- Deputies: Man, woman tried to arrange killing of his estranged wife (5/21/17)1
- Former coroner convicted of felony theft now faces prison in misdemeanor case (5/23/17)2
- Police: Woman arrested after meth found hidden in pants (5/26/17)2
- Cape police say man assaulted, kidnapped girlfriend (5/21/17)2
- Woman may lose foot after being hit by moped (5/24/17)
- Illinois Trail of Tears site where Cherokee buried named to National Historic Register (5/24/17)
- Two men face charges in Cape prostitution sting (5/28/17)
- Business notebook: Woman, sister-in-law buy Perryville custom-wear shop (5/22/17)
- Police apprehend Charleston man they say hit Cape woman with car (5/24/17)
- Broadening horizons: Heartland Dream Team founder stays committed to area youth (5/21/17)2
House seeks more access to spy secrets
WASHINGTON -- The House on Wednesday passed legislation governing next year's intelligence budget that demands lawmakers be given greater access to the nation's most closely held secrets.
The bill is the latest attempt by Democrats, struggling to challenge President Bush on major national security issues, to step up their role in overseeing an intelligence program they say has gone astray. Lawmakers complain that the Bush administration left most of them out of the loop on highly classified -- and controversial -- matters, including creation and destruction of CIA interrogation tapes and Bush's warrantless wiretapping program.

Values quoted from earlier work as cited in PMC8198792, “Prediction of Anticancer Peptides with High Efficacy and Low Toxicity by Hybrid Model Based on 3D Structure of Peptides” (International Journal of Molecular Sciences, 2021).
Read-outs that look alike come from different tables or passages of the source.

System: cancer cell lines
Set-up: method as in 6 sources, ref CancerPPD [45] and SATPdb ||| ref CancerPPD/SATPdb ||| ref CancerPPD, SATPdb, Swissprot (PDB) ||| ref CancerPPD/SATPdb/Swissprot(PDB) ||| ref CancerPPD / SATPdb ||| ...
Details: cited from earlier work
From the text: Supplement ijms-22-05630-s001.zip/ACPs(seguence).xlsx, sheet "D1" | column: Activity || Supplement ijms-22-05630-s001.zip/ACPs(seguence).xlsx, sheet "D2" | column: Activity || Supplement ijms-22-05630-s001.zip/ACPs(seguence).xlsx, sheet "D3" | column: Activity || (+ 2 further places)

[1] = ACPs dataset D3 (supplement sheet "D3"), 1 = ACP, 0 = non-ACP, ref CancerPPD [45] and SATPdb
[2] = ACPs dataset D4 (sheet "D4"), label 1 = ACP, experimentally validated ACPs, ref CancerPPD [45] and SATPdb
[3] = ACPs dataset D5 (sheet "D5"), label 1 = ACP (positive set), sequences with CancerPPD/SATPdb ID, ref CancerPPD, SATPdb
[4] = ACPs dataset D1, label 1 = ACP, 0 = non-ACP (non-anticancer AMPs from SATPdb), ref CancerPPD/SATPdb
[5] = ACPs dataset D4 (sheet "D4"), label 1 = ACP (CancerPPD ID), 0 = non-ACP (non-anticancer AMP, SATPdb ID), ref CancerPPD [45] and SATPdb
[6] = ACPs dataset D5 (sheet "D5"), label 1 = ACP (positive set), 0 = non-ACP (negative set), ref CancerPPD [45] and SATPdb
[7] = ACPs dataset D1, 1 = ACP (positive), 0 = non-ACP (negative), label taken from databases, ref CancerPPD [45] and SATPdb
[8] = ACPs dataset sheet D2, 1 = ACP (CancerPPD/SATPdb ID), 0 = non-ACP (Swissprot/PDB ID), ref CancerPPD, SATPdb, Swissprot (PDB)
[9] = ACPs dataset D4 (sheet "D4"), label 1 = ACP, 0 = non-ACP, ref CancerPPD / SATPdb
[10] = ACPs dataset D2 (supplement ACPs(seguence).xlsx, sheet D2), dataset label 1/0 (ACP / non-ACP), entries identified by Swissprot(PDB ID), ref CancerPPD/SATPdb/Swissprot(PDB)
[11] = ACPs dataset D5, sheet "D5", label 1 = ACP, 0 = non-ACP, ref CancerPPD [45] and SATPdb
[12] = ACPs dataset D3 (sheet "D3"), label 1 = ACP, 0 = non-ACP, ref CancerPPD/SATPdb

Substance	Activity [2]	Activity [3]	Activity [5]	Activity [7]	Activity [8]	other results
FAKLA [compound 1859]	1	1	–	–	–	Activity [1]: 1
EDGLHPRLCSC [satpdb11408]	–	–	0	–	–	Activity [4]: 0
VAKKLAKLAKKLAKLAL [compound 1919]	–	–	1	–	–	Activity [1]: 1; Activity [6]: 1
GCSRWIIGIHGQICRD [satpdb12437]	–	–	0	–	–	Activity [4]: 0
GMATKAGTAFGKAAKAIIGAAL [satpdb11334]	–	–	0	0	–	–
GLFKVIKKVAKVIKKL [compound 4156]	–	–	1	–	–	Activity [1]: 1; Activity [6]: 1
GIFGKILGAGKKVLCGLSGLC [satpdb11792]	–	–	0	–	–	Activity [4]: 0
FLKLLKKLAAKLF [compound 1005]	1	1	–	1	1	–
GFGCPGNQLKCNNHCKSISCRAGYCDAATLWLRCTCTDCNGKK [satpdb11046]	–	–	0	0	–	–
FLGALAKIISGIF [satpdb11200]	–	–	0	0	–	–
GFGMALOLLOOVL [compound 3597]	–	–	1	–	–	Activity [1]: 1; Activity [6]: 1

The bill would block two-thirds of the federal covert operations budget until each member of the congressional intelligence committees is briefed on all secret operations underway. Panel members also would be granted access to any other details necessary to assess the value of intelligence operations.
The White House has threatened to veto the bill because it says it would go too far and infringe upon the president's right to protect intelligence. In a statement Wednesday, the administration said the bill could expose information previously protected under executive privilege, including predecision legal opinions, risk assessments and cost estimates.
The legislation "would undermine long-standing arrangements between Congress and the president regarding reporting of sensitive intelligence matters," the statement said.
The Senate still has to take up its version of the bill before a final measure can be sent to the president to sign.
Increased AIDS funding
The Senate voted Wednesday to triple spending for a much-acclaimed program that has treated and protected millions in Africa and elsewhere from the scourges of AIDS, malaria and tuberculosis.
The 80-16 vote committed the United States to spending up to $48 billion over the next five years for the most ambitious foreign public health program ever launched by the United States.
The legislation would replace and expand the current $15 billion act that President Bush championed in a State of the Union address and Congress passed in 2003. That act expires at the end of September.